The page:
The term multimorbidity has been used to decribe the presence of multiple chronic conditions but there remains much heterogeneity in the definition used in research literature (Johnston et al., 2018), however the common cut off is the presence of two or more conditions (Johnston et al., 2018), and this is echoed by NICE (National Institute for Health and Care Excellence) where its guideline defines multimorbidity as “the presence of two or more long-term health conditions”. Using this definition, the presence of multimorbidity in our sample was 37.8 % in men and 43.7 % in women. The prevalence of multimorbidity reported elsewhere varies depending on the geographical location of studies. For example, the UK Biobank reported the prevalence to be 19 % in a cohort of 502,643 participants aged 40 to 69 years (Zemedikun et al., 2018), whereas the Scottish Health Survey found the prevalence of two or more comorbidities to be 44 % but this is likely to reflect the older age range of the participants for the Scottish Health Survey, 65 years and over (Salman and Sellami, 2019). Given the age range of our study it is difficult to make a direct comparison with current literature, however the presence of chronic conditions was linked to lower odds of being physically active in our cohort of older adults, is in keeping with other studies involving participants younger than our study cohort (Chudasama et al., 2019; Dhalwani et al., 2016; Vancampfort et al., 2018).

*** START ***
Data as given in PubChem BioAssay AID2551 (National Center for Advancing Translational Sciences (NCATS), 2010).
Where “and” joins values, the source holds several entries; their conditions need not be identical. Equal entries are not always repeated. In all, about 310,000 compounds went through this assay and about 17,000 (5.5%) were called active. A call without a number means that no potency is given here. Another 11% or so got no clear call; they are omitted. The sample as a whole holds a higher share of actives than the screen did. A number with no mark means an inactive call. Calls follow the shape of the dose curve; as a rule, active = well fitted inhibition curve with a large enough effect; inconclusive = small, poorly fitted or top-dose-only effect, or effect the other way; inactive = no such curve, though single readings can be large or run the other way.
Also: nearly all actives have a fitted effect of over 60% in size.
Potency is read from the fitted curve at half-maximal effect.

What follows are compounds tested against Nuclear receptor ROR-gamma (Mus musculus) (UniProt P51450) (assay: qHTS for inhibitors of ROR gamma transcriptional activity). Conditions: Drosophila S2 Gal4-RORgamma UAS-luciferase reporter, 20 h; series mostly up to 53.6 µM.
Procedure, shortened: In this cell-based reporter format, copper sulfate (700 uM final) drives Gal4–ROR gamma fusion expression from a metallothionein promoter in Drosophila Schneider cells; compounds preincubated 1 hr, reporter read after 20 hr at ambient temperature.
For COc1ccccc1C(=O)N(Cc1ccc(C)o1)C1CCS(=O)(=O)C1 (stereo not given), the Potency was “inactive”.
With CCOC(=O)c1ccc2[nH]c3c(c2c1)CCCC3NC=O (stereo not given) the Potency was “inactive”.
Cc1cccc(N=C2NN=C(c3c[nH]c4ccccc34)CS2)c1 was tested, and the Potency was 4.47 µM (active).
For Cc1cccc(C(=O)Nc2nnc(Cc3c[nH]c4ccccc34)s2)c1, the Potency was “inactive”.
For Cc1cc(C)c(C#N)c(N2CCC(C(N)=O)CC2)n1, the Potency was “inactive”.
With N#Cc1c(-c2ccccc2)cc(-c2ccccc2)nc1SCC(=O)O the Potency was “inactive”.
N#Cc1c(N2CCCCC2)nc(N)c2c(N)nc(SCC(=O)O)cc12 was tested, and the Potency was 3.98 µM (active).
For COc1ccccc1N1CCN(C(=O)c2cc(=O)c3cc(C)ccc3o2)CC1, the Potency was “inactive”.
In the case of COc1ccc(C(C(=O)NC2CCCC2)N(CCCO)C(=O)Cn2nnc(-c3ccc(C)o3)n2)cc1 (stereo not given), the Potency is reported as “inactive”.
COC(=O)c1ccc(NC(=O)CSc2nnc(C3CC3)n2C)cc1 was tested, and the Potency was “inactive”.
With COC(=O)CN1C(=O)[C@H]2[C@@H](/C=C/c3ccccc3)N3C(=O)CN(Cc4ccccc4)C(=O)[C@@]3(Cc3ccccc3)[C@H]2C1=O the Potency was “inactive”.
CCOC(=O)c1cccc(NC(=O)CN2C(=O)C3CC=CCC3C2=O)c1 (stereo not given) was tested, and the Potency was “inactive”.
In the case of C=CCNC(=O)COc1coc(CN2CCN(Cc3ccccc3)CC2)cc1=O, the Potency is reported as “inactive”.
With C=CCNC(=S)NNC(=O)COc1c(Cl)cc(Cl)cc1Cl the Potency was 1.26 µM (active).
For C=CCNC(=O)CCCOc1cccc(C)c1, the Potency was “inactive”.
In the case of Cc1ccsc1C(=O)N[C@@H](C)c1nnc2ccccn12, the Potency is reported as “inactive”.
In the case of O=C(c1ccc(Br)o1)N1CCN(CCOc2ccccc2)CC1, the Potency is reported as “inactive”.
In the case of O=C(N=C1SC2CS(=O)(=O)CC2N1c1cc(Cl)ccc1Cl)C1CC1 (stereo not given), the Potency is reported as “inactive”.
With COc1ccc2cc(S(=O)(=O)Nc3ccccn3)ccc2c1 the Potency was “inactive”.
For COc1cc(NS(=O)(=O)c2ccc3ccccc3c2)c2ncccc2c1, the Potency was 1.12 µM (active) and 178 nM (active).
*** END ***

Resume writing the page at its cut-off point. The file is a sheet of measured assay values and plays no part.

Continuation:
We found that overall taking more medications was associated with a lower chance of being in a higher activity score category compared to being in a lower category. These data are consistent with a study of a German older adult cohort, aged 65-94 years, that found those participants in the lower tertile compared to the higher tertile of physical activity were more likely to be on >4 medications (OR: 1.64, 95 % CI: 1.05- 2.56, P=0.031) (Volaklis et al., 2018). In another work, in a US cohort, aged 49-79 years, an increased number of prescription medications (≥5 medications) was associated cross-sectionally with decreased objectively measured physical activity compared to those who did not meet the medication criterion, although this cohort was recruited on the basis of having knee osteoarthritis (Thanoo et al., 2020).